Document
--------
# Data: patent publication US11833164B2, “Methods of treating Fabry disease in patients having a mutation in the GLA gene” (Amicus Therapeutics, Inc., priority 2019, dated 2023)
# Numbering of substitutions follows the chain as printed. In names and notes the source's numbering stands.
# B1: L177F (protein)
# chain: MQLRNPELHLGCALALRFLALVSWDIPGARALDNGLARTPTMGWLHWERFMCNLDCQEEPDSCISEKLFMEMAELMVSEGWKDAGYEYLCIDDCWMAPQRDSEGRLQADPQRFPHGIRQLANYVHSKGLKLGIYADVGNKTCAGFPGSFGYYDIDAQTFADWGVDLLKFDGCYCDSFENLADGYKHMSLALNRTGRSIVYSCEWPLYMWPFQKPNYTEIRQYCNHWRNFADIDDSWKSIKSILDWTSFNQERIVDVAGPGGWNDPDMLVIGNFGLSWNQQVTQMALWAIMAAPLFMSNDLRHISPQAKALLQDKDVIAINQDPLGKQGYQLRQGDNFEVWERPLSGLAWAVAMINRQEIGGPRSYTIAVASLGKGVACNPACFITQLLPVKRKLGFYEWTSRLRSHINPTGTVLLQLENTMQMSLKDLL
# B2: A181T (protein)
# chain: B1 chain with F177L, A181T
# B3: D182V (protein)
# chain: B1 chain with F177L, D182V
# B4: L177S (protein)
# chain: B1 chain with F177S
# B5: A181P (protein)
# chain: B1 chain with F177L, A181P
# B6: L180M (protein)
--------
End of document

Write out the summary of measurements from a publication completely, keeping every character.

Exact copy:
# Data: patent publication US11833164B2, “Methods of treating Fabry disease in patients having a mutation in the GLA gene” (Amicus Therapeutics, Inc., priority 2019, dated 2023)
# Numbering of substitutions follows the chain as printed. In names and notes the source's numbering stands.
# B1: L177F (protein)
# chain: MQLRNPELHLGCALALRFLALVSWDIPGARALDNGLARTPTMGWLHWERFMCNLDCQEEPDSCISEKLFMEMAELMVSEGWKDAGYEYLCIDDCWMAPQRDSEGRLQADPQRFPHGIRQLANYVHSKGLKLGIYADVGNKTCAGFPGSFGYYDIDAQTFADWGVDLLKFDGCYCDSFENLADGYKHMSLALNRTGRSIVYSCEWPLYMWPFQKPNYTEIRQYCNHWRNFADIDDSWKSIKSILDWTSFNQERIVDVAGPGGWNDPDMLVIGNFGLSWNQQVTQMALWAIMAAPLFMSNDLRHISPQAKALLQDKDVIAINQDPLGKQGYQLRQGDNFEVWERPLSGLAWAVAMINRQEIGGPRSYTIAVASLGKGVACNPACFITQLLPVKRKLGFYEWTSRLRSHINPTGTVLLQLENTMQMSLKDLL
# B2: A181T (protein)
# chain: B1 chain with F177L, A181T
# B3: D182V (protein)
# chain: B1 chain with F177L, D182V
# B4: L177S (protein)
# chain: B1 chain with F177S
# B5: A181P (protein)
# chain: B1 chain with F177L, A181P
# B6: L180M (protein)